For Shaq’s 35th Birthday ESPN saw fit to rank the top 10 centers of all time and I can’t disagree with #1 at all.
As for his achievements: 1967-68 USBWA College Player of the Year; 1969 Naismith Award; Six-time NBA MVP; Six-time NBA Champion; Two-time Finals MVP; NBA Rookie of the Year (1970); and NBA Hall of Fame (1995).
Like no other player, Abdul-Jabbar embodied the maestro team brilliance of Bill Russell and the individual excellence of Wilt Chamberlain. His NBA cup runneth over: six championships, a record six MVPs and a Finals MVP award … at 38 years old!
Possessed the single most unstoppable shot in NBA history — the sky hook — but more than that, he was clutch, consistent and underrated in the toughness department.
He was the starting center on six championship teams and had the presence of mind to cohabitate with stars like Oscar Robertson, Magic Johnson and James Worthy.
He’s the all-time leading scorer with 38,387 points; was named to the All-NBA Defensive team 11 times; and is the only modern era player to lead the league at least once in scoring, rebounding, blocked shots, minutes played, field-goal percentage and PER.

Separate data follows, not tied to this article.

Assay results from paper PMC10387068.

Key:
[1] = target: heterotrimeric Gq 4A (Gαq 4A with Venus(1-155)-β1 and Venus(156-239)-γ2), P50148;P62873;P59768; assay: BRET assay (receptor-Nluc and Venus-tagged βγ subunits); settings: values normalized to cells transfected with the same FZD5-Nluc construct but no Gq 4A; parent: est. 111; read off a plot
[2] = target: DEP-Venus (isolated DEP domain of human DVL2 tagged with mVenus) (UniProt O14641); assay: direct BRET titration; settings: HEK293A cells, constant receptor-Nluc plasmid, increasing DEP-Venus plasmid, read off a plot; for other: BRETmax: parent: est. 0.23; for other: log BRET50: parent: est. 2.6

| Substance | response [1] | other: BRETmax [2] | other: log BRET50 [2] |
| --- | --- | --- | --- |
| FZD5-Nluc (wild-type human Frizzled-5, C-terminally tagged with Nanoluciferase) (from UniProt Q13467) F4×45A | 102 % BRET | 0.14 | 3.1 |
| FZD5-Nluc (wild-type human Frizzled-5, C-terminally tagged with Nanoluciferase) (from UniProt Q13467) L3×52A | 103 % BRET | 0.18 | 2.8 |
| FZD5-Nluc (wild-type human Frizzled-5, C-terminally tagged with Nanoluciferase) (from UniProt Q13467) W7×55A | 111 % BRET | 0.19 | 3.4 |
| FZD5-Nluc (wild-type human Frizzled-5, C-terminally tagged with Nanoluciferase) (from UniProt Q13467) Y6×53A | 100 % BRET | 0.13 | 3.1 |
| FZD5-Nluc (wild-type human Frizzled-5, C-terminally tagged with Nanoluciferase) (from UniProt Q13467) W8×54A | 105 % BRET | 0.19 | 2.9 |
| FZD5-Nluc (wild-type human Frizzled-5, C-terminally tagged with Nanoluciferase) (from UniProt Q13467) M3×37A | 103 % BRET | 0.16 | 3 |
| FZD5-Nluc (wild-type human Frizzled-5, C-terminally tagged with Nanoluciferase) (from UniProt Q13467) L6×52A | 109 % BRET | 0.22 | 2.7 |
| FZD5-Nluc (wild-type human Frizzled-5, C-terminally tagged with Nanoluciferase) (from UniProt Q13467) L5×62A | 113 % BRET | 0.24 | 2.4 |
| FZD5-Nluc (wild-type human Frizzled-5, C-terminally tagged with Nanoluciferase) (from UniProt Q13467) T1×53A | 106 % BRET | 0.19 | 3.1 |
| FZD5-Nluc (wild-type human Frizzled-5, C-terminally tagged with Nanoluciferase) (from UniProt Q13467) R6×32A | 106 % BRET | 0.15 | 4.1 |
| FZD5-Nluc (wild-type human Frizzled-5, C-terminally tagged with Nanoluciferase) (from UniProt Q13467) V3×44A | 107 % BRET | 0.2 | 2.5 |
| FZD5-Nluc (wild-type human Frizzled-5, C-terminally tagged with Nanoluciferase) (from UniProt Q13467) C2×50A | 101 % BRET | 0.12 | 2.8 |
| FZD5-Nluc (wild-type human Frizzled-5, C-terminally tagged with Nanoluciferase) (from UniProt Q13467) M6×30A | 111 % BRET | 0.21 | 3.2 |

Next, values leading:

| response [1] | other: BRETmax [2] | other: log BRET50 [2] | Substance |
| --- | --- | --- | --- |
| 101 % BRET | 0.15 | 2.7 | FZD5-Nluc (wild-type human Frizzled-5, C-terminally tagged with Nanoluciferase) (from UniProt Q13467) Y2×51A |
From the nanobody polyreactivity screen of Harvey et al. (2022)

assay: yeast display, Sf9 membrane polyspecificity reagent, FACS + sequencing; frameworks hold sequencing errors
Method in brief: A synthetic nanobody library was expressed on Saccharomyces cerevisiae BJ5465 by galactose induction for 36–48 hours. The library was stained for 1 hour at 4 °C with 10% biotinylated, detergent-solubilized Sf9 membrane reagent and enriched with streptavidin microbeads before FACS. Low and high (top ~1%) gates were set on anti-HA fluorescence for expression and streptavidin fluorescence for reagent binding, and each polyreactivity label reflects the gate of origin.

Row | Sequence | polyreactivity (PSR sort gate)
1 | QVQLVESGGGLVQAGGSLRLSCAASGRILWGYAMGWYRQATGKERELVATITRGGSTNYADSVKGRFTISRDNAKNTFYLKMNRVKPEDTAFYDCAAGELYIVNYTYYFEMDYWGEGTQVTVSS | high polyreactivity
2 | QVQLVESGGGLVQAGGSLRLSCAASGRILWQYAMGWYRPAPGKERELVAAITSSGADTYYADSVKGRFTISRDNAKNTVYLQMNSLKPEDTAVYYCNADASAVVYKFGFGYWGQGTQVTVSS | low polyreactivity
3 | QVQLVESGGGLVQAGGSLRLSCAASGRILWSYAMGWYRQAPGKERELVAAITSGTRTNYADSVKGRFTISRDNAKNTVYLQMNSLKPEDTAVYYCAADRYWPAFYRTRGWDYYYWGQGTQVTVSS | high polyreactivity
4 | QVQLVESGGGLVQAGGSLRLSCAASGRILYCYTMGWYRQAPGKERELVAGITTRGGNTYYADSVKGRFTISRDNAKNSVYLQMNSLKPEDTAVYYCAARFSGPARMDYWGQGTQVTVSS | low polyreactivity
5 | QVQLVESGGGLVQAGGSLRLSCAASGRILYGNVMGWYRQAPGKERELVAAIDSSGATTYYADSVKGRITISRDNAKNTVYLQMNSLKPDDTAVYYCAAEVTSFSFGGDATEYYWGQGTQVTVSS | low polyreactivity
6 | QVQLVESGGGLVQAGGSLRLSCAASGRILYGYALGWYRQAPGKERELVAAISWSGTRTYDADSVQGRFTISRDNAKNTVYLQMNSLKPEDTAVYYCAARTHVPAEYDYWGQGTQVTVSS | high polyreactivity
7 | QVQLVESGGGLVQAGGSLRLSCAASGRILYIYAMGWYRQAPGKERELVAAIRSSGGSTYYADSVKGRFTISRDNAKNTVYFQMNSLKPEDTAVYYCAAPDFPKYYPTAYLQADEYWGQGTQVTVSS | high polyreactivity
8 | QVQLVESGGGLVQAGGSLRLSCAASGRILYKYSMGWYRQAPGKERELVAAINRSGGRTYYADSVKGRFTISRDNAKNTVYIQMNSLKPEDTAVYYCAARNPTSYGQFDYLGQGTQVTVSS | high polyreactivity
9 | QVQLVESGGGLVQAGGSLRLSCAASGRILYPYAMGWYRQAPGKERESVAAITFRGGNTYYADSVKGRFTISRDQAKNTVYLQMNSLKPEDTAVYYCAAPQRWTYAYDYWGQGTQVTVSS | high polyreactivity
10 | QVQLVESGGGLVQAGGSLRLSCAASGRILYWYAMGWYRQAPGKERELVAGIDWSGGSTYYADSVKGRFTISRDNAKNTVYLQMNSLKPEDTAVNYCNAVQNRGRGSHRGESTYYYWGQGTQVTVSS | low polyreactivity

However, in their explanation of choosing Kareem as #1 I believe they left out on of the most amazing things about Kareem’s career. His expected arrival in the college ranks led to directly to a preemptive rule change by NCAA when they banned the dunk after the 1967 season and reinstated it shortly after his departure from UCLA. No other player that I can think of recieved the same treatment. While the rule was made mostly to limit his size advantage, it didnâ€™t slow Kareem down as UCLA went 88-2 while he was a player.
The other thing to ponder about this list would is where Bill Walton would be if he hadnâ€™t the chronic injury problems.
As for the complete list:
1. Kareem Abdul-Jabbar
2. Wilt Chamberlain
3. Bill Russell
4. Shaquille Oâ€™Neal
5. Hakeem Olajuwon
6. Moses Malone
7. Bill Walton
8. David Robinson
9. George Mikan
10. Patrick Ewing
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